Hot hot heat map


Although I’m not particularly excited about football (I admit, I don’t completely understand what offside means), I did follow the last World Cup with more than average attention. Not only for the handsome players, but especially for all the fascinating statistics that appeared. It struck me that heat maps popped up everywhere: on Twitter, in newspaper articles, in talk shows, … so I tried to find out why heat maps have become so popular.

What are the origins of a heat map?

heatmap1A heat map is any data visualization which uses color to represent data values in a two-dimensional image.

The term "Heat map" was originally coined and trademarked by software designer Cormac Kinney in 1991, to describe a 2D display depicting real time financial market  information. Heat maps actually originated already in the seventies as 2D displays of the values in a data matrix. Larger values were represented by small dark gray or black  squares (pixels) and smaller values by lighter squares. Nowadays we’re no longer stuck to those fifty shades of grey as there are many different color schemes that can be used to illustrate the heat map.

Heat maps have gained importance in the new era of big data. While in the past scatter plots were used on smaller datasets to discover trends and outliers that remain hidden on traditional charts and spreadsheets, heat maps have taken over. By applying color, numerous observations can be visualized together as the color is indicating the frequency of the pattern.

Different heat maps for different purposes

There are many different types of heat maps used in different disciplines, each referred to by the term “heat map”, even though they use different visualization techniques.

In PC gaming, heat maps can be used for testing game maps, to measure the feasibility of a map, which areas are being used more by the players, are there areas which are being overused or underused. This will help the developers to create a spatially optimized map.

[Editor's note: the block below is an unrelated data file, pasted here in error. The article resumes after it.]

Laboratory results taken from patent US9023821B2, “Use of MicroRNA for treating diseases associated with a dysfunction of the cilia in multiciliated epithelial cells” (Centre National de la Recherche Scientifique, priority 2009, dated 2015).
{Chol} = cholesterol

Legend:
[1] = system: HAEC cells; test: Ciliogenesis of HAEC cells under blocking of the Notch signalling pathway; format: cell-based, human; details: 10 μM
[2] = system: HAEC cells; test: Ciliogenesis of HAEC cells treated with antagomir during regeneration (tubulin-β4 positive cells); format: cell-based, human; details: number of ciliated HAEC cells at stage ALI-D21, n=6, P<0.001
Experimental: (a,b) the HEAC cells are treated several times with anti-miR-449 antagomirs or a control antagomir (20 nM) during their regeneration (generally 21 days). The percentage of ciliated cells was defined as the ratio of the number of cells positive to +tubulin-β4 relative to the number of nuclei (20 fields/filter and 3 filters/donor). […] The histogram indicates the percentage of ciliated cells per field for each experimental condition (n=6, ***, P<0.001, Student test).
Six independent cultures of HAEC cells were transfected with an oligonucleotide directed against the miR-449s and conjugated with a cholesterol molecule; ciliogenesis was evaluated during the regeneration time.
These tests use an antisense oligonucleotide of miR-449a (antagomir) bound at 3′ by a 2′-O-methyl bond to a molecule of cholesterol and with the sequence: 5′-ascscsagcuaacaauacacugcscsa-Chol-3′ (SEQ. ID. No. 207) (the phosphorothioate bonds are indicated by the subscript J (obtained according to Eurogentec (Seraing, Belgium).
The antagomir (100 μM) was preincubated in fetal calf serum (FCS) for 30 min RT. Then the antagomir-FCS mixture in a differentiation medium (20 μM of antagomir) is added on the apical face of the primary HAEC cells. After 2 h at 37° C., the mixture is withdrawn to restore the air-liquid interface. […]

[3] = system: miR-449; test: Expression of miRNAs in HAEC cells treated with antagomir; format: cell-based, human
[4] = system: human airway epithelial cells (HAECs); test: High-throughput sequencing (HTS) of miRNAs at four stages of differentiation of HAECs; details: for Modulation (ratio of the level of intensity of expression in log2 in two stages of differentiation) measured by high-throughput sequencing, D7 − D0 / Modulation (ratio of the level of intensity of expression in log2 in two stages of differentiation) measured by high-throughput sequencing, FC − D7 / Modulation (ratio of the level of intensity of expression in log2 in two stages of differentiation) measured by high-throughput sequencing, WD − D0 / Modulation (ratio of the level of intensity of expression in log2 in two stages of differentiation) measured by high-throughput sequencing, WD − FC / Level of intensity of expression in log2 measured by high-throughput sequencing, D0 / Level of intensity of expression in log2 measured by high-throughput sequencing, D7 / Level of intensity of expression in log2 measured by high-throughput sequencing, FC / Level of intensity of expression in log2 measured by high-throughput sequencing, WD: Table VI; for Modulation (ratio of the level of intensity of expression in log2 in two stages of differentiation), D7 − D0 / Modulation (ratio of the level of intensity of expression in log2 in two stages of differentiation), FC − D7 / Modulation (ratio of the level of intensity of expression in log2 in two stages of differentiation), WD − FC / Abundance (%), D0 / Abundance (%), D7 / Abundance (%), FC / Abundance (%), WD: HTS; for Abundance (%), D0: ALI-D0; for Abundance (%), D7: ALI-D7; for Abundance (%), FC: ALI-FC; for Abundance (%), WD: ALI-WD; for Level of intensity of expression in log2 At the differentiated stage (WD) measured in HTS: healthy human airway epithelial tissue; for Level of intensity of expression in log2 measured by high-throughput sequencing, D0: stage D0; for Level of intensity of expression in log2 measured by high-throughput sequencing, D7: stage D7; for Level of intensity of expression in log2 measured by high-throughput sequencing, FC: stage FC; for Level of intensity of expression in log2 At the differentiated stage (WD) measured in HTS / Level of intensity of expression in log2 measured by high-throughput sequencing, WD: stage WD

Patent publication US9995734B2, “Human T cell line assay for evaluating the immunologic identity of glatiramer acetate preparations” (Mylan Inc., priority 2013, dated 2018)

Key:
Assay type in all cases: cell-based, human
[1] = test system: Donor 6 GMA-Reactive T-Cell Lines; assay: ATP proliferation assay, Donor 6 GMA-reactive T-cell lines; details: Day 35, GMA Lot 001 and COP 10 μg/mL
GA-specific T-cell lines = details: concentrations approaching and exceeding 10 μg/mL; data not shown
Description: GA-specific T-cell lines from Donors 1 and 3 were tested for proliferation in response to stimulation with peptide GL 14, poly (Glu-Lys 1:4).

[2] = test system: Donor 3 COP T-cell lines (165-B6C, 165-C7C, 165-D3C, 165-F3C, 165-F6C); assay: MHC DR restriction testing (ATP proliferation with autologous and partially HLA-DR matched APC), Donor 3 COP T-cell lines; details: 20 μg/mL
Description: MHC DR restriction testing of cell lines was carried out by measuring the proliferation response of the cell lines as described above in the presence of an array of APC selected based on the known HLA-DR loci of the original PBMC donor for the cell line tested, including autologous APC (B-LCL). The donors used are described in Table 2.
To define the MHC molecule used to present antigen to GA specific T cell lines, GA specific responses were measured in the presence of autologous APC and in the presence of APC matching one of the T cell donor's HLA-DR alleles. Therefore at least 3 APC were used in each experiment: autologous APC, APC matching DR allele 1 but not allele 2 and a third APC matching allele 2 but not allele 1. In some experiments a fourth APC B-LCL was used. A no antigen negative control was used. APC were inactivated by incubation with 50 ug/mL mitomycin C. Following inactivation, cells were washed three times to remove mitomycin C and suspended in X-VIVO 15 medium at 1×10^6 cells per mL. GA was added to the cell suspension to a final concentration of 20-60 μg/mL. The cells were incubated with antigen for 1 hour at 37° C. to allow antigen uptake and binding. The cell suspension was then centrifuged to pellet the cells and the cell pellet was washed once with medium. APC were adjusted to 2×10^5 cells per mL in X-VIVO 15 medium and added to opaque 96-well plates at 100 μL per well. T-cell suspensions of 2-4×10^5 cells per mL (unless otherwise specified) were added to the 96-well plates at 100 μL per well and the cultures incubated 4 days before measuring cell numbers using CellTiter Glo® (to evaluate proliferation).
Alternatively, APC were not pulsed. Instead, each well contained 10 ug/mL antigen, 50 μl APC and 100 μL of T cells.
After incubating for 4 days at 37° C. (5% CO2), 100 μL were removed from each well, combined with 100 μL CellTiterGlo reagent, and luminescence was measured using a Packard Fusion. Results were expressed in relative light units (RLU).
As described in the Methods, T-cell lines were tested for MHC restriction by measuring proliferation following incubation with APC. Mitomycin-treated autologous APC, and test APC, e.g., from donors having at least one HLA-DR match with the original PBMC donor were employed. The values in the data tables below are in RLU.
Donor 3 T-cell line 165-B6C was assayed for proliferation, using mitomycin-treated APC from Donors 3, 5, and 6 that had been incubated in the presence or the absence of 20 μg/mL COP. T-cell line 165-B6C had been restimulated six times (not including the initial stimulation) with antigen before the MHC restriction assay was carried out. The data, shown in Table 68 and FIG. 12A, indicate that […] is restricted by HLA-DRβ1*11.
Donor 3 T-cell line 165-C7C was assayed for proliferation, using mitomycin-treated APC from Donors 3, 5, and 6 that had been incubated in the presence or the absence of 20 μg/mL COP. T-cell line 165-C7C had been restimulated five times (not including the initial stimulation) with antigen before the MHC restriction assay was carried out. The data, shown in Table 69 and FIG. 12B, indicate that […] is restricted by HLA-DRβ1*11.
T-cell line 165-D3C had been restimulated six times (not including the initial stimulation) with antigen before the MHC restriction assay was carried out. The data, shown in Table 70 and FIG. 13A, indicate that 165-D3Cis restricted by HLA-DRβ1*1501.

In Web analytics, heat maps are used to see where the users of the websites are actually pointing their cursors and which part of the website are they spending most of their time.

In Biology, heat maps are typically used in molecular biology to represent the level of expression of many genes across a number of comparable samples (e.g. cells in different states, samples from different patients) as they are obtained from DNA microarrays.

Heat maps in football or any other sport are used to identify the frequency of events spread in a given particular area. Specifically for football, heat maps are an indicator of effectiveness of a player in different parts of the pitch.

Heat maps of the World Cup

A very appealing heat map from last World Cup, was the one of the match between Germany and Brazil. The visualization can help in explaining the 7-1 result. This view visualizes the on-ball actions of the teams. The color indicates the volume of events, with few events being highlighted by blue, and lots of events by red.

The map gets heated up in areas where the player has had more control of the ball and does most of his work, it turns redder as the player's presence in a particular area increases.


What can business users learn from this?

Heat maps can be produced very easily with SAS Visual Analytics. SAS customer Orlando Magic, an NBA team, is using heat maps for price and packaging planning of their ticket sales. Heat maps are also very popular in the banking sector. According to Michael Bryan, CIO of Bank of North Carolina, senior executives and board members particularly like heat maps when analyzing loan data. "You can draw 300 fields, and the heat map can tell you in different colors what components of that data are strong and which are weak," he says. "If you wanted to look at a pool of delinquent loans, you could see what they have in common."

If you want to learn more about heat maps, have a look at these posts by SAS colleague Rick Wicklin, statistical graph expert.

Visualize a matrix in SAS by using a discrete heat map

A Christmas tree matrix


About Author

Nele Coghe

Systems Engineer

Nele is an experienced SAS user and joined SAS Belgium as an instructor in 2011. Nele is now part of the team that helps customers see the value in analytics for their business. She likes to use analytics to cover world events.

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